Horry County Evacuation Zones

Horry County Emergency Management is asking residents to review which evacuation zone they are in. The zone will determine which route residents will take away from the coast in preparation for Hurricane Florence. Provided / Horry County Emergency Management.

Residents in Myrtle Beach and Horry County are ready to hit the highways as Hurricane Florence continues to bear down on the East Coast, threatening to hammer the area with strong winds, heavy surf and torrential rain. 

Horry County emergency management officials are prepping residents on the four main evacuation routes for the beachside communities and tourist destinations just south of the North Carolina boarder. 

The evacuation of the Myrtle Beach area was announced by Gov. Henry McMaster on Monday as part of statewide emergency response plan in advance of the oncoming hurricane. The evacuation will officially begin Tuesday afternoon with the hurricane expected to hit the coast late Thursday or early Friday.

Horry County officials have asked residents to use an online map to learn what roads and highways they need to use to head inland toward Interstate 95. The exit plan for the county includes three evacuation zones. The route that people should take depends on where they live along the coast. 

"If the evacuation is given in a timely manner, the roads will be crowded but people will have ample time to get out of here before the storm," said state Rep. Russell Fry, R-Surfside Beach. "I think everyone is taking this storm very seriously, and to the extent they are not, they need to."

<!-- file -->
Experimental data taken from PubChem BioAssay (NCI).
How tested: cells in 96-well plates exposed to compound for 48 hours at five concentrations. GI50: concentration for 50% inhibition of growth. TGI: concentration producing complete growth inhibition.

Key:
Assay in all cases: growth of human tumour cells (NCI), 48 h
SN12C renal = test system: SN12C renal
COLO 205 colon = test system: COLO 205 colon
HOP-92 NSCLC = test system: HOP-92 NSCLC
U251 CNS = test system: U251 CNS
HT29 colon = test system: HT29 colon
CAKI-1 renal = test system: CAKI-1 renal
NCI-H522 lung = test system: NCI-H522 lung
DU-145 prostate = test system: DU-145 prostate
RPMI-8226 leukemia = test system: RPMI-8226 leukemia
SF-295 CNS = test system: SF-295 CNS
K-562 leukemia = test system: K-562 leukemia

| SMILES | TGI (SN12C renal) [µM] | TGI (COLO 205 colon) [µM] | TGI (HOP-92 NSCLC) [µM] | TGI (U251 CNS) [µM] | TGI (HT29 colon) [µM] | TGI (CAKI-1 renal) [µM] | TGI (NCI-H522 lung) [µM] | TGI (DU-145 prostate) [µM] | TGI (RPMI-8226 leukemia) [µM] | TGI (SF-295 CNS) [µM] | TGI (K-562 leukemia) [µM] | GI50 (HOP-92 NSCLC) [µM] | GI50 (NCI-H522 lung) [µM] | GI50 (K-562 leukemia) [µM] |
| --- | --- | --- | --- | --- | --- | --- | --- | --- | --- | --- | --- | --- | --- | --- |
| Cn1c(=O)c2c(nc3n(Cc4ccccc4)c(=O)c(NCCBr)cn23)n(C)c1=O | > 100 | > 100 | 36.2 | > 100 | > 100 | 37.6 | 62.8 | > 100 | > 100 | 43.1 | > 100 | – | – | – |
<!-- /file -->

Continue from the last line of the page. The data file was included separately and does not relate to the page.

There are more than 333,000 people living in Horry County, according to the latest estimates from the U.S. Census. That's more than two times the county population in 1989 when Hurricane Hugo smashed South Carolina, downing power lines, destroying bridges and smashing homes. 

Since then, other evactuation routes have been added in Horry County and highways running to and from the coast have been expanded. Gina Vasselli, a spokeswoman for Horry County Emergency Management, said the exodus from Horry County is the first evacuation since Hurricane Matthew in 2016. But only part of the county was emptied for that storm, she said. 

Even with four evacuation routes, Vasselli said it's likely to take more than a day to depopulate the homes, businesses and boardwalks near Myrtle Beach. "We are running those models now," she said. "It takes a considerable amount of time."

On the bright side, Vaselli said there aren't as many vacationers staying in the beach houses and hotels along Myrtle Beach as there was in July and August. That will drop the number of cars that will be jammed onto the highways, including Route 501 that will have traffic reversed on it. 

It's still unclear exactly where the center of the storm will hit. But the size of the Category 4 hurricane ensures Myrtle Beach and the surrounding area will feel the effects of Florence, including heavy rain that is expected to be dropped on the coast and further inland. 

Local officials are hoping that the local rivers and streams will be able to contain that downpour. They believe current water levels in the county's rivers will help, Vaselli said. That includes the Waccamaw River. According to data from the National Oceanic and Atmospheric Association, that river can rise more than three feet from its current level before it will begin to flood. 

It's too soon to know if that is enough to hold back Florence. 

Reach Andrew Brown at 843-708-1830 or follow him on Twitter @andy_ed_brown.